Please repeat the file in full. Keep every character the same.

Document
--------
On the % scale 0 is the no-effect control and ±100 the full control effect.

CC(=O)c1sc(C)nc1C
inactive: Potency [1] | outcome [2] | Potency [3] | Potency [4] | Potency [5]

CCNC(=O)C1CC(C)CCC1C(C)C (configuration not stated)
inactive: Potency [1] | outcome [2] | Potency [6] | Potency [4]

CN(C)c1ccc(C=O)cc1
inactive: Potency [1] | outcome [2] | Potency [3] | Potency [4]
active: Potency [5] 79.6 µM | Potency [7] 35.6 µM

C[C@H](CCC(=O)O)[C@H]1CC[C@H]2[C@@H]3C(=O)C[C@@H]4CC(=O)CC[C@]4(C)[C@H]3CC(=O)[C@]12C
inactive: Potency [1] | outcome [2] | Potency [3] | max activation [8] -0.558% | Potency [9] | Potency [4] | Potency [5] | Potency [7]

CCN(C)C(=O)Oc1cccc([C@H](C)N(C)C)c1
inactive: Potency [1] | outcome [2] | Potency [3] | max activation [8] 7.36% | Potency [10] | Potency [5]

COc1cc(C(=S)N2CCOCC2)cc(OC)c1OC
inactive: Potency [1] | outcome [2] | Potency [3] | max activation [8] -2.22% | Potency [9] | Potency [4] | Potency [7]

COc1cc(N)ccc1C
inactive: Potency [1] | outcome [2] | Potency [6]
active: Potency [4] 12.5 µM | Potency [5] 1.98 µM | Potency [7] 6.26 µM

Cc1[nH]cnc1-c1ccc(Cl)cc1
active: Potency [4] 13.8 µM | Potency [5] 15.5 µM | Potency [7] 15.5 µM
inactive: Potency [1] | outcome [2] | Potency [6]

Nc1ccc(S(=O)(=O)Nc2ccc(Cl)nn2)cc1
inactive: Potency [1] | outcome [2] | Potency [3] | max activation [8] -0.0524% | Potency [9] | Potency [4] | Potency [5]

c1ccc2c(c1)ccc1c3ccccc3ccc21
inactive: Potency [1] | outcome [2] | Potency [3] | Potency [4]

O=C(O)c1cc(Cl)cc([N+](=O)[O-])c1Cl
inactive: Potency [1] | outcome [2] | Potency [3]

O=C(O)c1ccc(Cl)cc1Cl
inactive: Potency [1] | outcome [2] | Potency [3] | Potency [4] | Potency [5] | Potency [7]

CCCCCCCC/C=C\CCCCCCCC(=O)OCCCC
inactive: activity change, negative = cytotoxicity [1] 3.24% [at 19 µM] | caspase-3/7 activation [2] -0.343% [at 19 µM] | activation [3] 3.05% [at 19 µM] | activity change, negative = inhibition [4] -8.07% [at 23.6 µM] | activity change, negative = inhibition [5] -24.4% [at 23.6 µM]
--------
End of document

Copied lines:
On the % scale 0 is the no-effect control and ±100 the full control effect.

CC(=O)c1sc(C)nc1C
inactive: Potency [1] | outcome [2] | Potency [3] | Potency [4] | Potency [5]

CCNC(=O)C1CC(C)CCC1C(C)C (configuration not stated)
inactive: Potency [1] | outcome [2] | Potency [6] | Potency [4]

CN(C)c1ccc(C=O)cc1
inactive: Potency [1] | outcome [2] | Potency [3] | Potency [4]
active: Potency [5] 79.6 µM | Potency [7] 35.6 µM

C[C@H](CCC(=O)O)[C@H]1CC[C@H]2[C@@H]3C(=O)C[C@@H]4CC(=O)CC[C@]4(C)[C@H]3CC(=O)[C@]12C
inactive: Potency [1] | outcome [2] | Potency [3] | max activation [8] -0.558% | Potency [9] | Potency [4] | Potency [5] | Potency [7]

CCN(C)C(=O)Oc1cccc([C@H](C)N(C)C)c1
inactive: Potency [1] | outcome [2] | Potency [3] | max activation [8] 7.36% | Potency [10] | Potency [5]

COc1cc(C(=S)N2CCOCC2)cc(OC)c1OC
inactive: Potency [1] | outcome [2] | Potency [3] | max activation [8] -2.22% | Potency [9] | Potency [4] | Potency [7]

COc1cc(N)ccc1C
inactive: Potency [1] | outcome [2] | Potency [6]
active: Potency [4] 12.5 µM | Potency [5] 1.98 µM | Potency [7] 6.26 µM

Cc1[nH]cnc1-c1ccc(Cl)cc1
active: Potency [4] 13.8 µM | Potency [5] 15.5 µM | Potency [7] 15.5 µM
inactive: Potency [1] | outcome [2] | Potency [6]

Nc1ccc(S(=O)(=O)Nc2ccc(Cl)nn2)cc1
inactive: Potency [1] | outcome [2] | Potency [3] | max activation [8] -0.0524% | Potency [9] | Potency [4] | Potency [5]

c1ccc2c(c1)ccc1c3ccccc3ccc21
inactive: Potency [1] | outcome [2] | Potency [3] | Potency [4]

O=C(O)c1cc(Cl)cc([N+](=O)[O-])c1Cl
inactive: Potency [1] | outcome [2] | Potency [3]

O=C(O)c1ccc(Cl)cc1Cl
inactive: Potency [1] | outcome [2] | Potency [3] | Potency [4] | Potency [5] | Potency [7]

CCCCCCCC/C=C\CCCCCCCC(=O)OCCCC
inactive: activity change, negative = cytotoxicity [1] 3.24% [at 19 µM] | caspase-3/7 activation [2] -0.343% [at 19 µM] | activation [3] 3.05% [at 19 µM] | activity change, negative = inhibition [4] -8.07% [at 23.6 µM] | activity change, negative = inhibition [5] -24.4% [at 23.6 µM]